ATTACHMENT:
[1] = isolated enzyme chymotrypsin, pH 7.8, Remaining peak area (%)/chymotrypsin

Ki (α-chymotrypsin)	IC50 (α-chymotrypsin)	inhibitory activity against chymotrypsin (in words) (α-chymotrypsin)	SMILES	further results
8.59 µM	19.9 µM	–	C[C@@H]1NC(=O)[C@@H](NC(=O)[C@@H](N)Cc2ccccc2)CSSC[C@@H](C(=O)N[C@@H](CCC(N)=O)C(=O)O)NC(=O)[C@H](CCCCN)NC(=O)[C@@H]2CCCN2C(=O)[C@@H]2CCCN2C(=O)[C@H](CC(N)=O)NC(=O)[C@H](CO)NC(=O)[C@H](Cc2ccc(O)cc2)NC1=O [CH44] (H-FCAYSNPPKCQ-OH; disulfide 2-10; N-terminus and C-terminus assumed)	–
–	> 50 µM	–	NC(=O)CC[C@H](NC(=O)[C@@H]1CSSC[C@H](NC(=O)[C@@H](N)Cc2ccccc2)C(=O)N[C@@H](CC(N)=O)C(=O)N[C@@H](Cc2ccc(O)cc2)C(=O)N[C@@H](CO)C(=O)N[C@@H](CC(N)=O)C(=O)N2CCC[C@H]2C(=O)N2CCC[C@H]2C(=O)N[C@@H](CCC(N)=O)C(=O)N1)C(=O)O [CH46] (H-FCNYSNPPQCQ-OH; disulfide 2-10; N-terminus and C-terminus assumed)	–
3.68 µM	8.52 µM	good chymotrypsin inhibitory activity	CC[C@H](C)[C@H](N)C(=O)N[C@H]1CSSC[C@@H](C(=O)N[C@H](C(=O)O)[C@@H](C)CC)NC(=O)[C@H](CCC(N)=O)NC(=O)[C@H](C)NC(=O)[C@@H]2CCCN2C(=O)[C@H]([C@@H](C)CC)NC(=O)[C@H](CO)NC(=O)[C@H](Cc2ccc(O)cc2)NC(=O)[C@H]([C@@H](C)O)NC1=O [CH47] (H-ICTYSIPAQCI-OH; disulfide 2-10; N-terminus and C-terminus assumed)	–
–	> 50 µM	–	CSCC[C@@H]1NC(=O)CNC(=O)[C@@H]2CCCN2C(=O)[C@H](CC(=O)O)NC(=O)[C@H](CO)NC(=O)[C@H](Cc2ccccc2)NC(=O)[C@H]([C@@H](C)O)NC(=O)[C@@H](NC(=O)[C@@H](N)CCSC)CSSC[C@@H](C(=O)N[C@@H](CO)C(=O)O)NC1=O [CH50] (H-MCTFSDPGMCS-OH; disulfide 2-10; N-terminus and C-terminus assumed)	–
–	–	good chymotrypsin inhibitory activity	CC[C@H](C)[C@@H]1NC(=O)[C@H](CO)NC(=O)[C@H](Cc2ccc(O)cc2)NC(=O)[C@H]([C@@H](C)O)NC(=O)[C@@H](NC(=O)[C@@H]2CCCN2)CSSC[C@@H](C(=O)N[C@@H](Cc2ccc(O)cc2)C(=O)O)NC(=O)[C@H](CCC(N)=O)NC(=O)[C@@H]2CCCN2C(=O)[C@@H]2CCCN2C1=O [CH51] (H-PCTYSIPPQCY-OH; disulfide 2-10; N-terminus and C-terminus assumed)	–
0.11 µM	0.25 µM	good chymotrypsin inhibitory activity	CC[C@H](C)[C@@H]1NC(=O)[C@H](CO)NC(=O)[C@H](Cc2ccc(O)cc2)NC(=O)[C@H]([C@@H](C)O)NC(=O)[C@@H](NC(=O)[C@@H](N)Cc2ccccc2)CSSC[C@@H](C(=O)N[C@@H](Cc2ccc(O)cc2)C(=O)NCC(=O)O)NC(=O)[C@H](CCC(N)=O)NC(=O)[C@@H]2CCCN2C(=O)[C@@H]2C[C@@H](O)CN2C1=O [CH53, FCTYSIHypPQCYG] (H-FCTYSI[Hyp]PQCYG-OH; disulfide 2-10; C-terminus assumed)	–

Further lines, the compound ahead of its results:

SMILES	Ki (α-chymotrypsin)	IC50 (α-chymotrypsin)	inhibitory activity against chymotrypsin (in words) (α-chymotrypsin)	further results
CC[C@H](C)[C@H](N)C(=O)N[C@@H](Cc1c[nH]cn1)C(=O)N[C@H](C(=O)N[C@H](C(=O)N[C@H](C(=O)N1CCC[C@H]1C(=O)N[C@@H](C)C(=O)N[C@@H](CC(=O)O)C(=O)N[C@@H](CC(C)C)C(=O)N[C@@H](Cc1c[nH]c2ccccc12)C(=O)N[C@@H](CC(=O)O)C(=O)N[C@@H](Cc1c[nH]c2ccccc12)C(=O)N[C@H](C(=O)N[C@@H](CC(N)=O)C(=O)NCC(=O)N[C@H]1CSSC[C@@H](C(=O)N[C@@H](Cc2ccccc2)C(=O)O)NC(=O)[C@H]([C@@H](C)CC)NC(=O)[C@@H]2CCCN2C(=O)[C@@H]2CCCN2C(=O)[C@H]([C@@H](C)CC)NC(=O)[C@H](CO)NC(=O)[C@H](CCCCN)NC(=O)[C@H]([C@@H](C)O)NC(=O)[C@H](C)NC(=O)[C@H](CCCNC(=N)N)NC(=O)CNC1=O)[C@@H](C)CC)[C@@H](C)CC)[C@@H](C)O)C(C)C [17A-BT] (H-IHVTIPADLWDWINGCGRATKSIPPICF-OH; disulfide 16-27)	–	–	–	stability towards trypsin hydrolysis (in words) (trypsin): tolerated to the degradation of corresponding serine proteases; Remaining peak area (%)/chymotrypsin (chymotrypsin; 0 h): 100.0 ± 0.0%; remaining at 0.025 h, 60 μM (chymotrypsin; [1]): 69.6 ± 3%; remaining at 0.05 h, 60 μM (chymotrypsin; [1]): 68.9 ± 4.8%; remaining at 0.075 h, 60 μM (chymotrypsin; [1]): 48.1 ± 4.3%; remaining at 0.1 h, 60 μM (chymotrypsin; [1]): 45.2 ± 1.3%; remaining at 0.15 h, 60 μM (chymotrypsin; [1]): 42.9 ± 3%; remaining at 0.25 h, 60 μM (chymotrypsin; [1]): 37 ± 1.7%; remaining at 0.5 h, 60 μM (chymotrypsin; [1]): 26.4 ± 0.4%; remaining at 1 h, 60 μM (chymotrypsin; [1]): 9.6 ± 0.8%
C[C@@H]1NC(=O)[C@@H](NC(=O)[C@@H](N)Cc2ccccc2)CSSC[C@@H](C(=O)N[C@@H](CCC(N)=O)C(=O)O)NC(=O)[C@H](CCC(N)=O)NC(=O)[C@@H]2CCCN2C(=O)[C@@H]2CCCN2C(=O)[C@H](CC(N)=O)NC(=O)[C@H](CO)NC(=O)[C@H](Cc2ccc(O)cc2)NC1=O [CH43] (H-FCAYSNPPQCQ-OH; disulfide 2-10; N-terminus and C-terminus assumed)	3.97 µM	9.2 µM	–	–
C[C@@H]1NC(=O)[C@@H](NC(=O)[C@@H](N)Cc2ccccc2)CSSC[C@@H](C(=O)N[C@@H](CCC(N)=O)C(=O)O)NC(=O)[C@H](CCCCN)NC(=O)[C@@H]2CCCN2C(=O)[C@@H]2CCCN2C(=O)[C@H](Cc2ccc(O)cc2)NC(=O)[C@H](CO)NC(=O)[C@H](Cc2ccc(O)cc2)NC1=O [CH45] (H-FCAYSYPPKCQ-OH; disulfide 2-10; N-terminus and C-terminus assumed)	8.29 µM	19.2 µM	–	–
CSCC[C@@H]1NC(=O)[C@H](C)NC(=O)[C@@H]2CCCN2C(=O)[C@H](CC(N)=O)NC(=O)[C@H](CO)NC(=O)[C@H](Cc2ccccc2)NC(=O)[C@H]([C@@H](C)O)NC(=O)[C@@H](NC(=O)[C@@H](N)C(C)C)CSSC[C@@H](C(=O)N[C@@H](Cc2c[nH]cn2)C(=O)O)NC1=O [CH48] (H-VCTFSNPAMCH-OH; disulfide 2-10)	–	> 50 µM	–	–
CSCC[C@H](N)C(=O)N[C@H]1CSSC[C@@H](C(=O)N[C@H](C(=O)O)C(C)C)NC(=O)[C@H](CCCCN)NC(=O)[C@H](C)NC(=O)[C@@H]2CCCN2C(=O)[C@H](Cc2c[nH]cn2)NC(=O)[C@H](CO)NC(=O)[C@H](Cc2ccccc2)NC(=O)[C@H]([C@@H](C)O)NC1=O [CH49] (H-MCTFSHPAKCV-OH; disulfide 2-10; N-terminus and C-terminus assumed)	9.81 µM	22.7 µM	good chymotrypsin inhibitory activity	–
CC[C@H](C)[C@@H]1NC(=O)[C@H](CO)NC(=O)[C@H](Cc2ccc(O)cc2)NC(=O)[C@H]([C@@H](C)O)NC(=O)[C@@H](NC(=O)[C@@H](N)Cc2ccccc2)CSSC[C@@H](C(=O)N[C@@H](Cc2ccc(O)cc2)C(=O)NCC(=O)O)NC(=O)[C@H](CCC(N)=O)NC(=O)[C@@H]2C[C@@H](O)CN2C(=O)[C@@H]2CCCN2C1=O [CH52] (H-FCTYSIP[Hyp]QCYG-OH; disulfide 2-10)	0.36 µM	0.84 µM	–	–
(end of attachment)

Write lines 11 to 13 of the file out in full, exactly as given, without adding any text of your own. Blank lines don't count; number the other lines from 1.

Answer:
CC[C@H](C)[C@H](N)C(=O)N[C@@H](Cc1c[nH]cn1)C(=O)N[C@H](C(=O)N[C@H](C(=O)N[C@H](C(=O)N1CCC[C@H]1C(=O)N[C@@H](C)C(=O)N[C@@H](CC(=O)O)C(=O)N[C@@H](CC(C)C)C(=O)N[C@@H](Cc1c[nH]c2ccccc12)C(=O)N[C@@H](CC(=O)O)C(=O)N[C@@H](Cc1c[nH]c2ccccc12)C(=O)N[C@H](C(=O)N[C@@H](CC(N)=O)C(=O)NCC(=O)N[C@H]1CSSC[C@@H](C(=O)N[C@@H](Cc2ccccc2)C(=O)O)NC(=O)[C@H]([C@@H](C)CC)NC(=O)[C@@H]2CCCN2C(=O)[C@@H]2CCCN2C(=O)[C@H]([C@@H](C)CC)NC(=O)[C@H](CO)NC(=O)[C@H](CCCCN)NC(=O)[C@H]([C@@H](C)O)NC(=O)[C@H](C)NC(=O)[C@H](CCCNC(=N)N)NC(=O)CNC1=O)[C@@H](C)CC)[C@@H](C)CC)[C@@H](C)O)C(C)C [17A-BT] (H-IHVTIPADLWDWINGCGRATKSIPPICF-OH; disulfide 16-27)	–	–	–	stability towards trypsin hydrolysis (in words) (trypsin): tolerated to the degradation of corresponding serine proteases; Remaining peak area (%)/chymotrypsin (chymotrypsin; 0 h): 100.0 ± 0.0%; remaining at 0.025 h, 60 μM (chymotrypsin; [1]): 69.6 ± 3%; remaining at 0.05 h, 60 μM (chymotrypsin; [1]): 68.9 ± 4.8%; remaining at 0.075 h, 60 μM (chymotrypsin; [1]): 48.1 ± 4.3%; remaining at 0.1 h, 60 μM (chymotrypsin; [1]): 45.2 ± 1.3%; remaining at 0.15 h, 60 μM (chymotrypsin; [1]): 42.9 ± 3%; remaining at 0.25 h, 60 μM (chymotrypsin; [1]): 37 ± 1.7%; remaining at 0.5 h, 60 μM (chymotrypsin; [1]): 26.4 ± 0.4%; remaining at 1 h, 60 μM (chymotrypsin; [1]): 9.6 ± 0.8%
C[C@@H]1NC(=O)[C@@H](NC(=O)[C@@H](N)Cc2ccccc2)CSSC[C@@H](C(=O)N[C@@H](CCC(N)=O)C(=O)O)NC(=O)[C@H](CCC(N)=O)NC(=O)[C@@H]2CCCN2C(=O)[C@@H]2CCCN2C(=O)[C@H](CC(N)=O)NC(=O)[C@H](CO)NC(=O)[C@H](Cc2ccc(O)cc2)NC1=O [CH43] (H-FCAYSNPPQCQ-OH; disulfide 2-10; N-terminus and C-terminus assumed)	3.97 µM	9.2 µM	–	–
C[C@@H]1NC(=O)[C@@H](NC(=O)[C@@H](N)Cc2ccccc2)CSSC[C@@H](C(=O)N[C@@H](CCC(N)=O)C(=O)O)NC(=O)[C@H](CCCCN)NC(=O)[C@@H]2CCCN2C(=O)[C@@H]2CCCN2C(=O)[C@H](Cc2ccc(O)cc2)NC(=O)[C@H](CO)NC(=O)[C@H](Cc2ccc(O)cc2)NC1=O [CH45] (H-FCAYSYPPKCQ-OH; disulfide 2-10; N-terminus and C-terminus assumed)	8.29 µM	19.2 µM	–	–